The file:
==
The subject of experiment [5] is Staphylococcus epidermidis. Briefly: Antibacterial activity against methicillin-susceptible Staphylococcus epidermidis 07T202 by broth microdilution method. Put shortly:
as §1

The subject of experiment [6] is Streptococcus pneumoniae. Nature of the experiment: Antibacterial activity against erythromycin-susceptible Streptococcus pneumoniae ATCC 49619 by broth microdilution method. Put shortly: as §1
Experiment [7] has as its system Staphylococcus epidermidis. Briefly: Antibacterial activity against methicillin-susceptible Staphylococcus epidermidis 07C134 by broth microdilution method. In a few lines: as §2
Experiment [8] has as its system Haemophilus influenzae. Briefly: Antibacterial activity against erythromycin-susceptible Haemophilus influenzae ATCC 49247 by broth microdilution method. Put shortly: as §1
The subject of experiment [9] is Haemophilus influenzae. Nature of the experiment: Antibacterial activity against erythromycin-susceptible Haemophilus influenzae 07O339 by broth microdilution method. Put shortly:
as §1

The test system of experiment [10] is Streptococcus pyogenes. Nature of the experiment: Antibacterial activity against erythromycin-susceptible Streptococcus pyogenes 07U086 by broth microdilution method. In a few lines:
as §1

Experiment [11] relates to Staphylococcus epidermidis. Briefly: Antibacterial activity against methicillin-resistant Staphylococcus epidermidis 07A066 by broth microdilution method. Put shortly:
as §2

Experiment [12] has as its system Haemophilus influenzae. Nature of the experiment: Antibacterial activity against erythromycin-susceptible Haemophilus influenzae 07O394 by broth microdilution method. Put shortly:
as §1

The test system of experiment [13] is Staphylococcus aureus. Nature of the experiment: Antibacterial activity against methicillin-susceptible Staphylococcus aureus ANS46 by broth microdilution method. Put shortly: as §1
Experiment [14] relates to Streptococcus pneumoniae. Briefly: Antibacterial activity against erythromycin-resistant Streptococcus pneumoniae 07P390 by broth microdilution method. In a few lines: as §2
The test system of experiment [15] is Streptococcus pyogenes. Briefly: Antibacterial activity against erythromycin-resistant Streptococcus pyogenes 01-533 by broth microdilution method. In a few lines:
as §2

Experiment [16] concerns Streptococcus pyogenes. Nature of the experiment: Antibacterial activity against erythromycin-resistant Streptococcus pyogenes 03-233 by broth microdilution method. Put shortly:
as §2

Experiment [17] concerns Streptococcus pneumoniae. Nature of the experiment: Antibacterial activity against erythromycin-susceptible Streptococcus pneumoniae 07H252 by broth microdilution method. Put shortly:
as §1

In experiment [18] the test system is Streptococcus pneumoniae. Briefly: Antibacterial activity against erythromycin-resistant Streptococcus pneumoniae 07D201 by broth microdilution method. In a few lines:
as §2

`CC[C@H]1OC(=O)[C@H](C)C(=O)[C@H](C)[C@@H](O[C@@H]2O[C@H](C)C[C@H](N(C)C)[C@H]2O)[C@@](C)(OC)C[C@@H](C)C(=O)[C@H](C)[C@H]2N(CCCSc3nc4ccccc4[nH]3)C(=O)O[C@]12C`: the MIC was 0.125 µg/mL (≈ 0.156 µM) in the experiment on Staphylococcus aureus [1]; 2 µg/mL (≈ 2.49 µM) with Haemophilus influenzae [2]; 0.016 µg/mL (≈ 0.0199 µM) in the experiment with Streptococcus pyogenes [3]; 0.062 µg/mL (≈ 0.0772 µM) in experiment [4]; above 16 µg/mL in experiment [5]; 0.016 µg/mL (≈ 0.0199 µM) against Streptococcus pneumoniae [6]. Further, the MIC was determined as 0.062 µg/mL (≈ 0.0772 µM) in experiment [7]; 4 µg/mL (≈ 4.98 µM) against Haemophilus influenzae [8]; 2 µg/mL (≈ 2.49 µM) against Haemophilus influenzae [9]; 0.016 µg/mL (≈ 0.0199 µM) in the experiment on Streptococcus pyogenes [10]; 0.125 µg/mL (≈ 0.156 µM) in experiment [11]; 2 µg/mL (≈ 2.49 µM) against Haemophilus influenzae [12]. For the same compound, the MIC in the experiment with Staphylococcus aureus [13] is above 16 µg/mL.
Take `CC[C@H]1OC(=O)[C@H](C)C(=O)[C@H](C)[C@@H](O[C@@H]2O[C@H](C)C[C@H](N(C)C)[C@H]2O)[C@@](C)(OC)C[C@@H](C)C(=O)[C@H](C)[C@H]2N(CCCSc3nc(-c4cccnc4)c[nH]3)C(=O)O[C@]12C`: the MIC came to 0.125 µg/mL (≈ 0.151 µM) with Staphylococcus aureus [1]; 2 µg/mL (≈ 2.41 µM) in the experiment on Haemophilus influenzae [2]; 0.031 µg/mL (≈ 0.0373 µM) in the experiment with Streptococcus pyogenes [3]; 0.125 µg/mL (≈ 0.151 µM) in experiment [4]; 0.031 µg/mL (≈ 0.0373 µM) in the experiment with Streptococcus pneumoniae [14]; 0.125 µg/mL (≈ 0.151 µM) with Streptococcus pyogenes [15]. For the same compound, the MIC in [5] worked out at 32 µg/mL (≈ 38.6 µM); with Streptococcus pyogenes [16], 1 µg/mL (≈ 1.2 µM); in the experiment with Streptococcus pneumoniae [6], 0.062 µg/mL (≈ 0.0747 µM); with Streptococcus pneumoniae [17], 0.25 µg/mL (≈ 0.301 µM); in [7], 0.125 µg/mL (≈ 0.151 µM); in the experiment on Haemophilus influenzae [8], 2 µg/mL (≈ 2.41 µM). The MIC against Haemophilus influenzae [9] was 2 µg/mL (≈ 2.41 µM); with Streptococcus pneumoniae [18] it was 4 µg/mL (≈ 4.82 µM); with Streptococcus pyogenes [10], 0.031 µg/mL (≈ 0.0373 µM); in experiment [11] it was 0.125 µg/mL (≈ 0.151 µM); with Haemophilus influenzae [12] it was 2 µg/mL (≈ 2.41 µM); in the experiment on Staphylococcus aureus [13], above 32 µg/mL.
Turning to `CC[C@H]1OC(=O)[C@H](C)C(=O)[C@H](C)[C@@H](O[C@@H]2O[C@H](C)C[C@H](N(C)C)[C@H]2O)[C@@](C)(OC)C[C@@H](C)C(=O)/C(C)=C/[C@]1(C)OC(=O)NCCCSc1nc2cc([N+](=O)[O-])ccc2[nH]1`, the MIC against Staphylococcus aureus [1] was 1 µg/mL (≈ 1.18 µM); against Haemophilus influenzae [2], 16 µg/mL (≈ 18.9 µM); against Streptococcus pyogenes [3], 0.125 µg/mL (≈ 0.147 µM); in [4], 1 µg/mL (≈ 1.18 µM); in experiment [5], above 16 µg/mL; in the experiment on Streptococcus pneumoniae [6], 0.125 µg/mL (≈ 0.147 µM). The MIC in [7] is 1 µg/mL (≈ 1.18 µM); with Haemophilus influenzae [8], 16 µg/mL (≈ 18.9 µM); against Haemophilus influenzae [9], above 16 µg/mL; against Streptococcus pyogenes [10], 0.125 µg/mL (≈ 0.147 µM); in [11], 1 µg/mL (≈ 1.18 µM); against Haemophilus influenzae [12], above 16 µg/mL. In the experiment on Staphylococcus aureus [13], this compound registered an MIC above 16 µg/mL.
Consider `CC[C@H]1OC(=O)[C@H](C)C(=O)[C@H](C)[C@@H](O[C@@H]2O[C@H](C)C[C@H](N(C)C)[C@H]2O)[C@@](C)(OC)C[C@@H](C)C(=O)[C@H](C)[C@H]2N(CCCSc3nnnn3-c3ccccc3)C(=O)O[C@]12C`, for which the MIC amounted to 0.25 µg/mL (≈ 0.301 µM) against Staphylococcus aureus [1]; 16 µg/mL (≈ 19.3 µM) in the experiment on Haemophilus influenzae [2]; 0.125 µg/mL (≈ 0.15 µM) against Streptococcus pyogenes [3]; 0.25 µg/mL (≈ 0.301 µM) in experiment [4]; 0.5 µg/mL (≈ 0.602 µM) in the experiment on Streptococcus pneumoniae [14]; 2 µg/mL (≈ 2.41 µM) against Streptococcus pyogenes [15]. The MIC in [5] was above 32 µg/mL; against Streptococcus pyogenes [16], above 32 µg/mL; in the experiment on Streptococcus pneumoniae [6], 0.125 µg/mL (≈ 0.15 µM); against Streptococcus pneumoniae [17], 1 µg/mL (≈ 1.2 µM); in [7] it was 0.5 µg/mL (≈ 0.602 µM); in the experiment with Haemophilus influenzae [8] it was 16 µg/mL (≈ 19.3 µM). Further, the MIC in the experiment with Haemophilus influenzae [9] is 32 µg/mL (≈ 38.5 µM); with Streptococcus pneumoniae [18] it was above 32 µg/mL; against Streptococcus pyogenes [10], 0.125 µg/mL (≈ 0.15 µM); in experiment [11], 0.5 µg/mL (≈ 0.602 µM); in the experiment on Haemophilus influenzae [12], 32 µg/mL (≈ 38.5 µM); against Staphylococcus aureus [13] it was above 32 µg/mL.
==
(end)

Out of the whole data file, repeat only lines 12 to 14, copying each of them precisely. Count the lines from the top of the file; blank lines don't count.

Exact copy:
Experiment [12] has as its system Haemophilus influenzae. Nature of the experiment: Antibacterial activity against erythromycin-susceptible Haemophilus influenzae 07O394 by broth microdilution method. Put shortly:
as §1

The test system of experiment [13] is Staphylococcus aureus. Nature of the experiment: Antibacterial activity against methicillin-susceptible Staphylococcus aureus ANS46 by broth microdilution method. Put shortly: as §1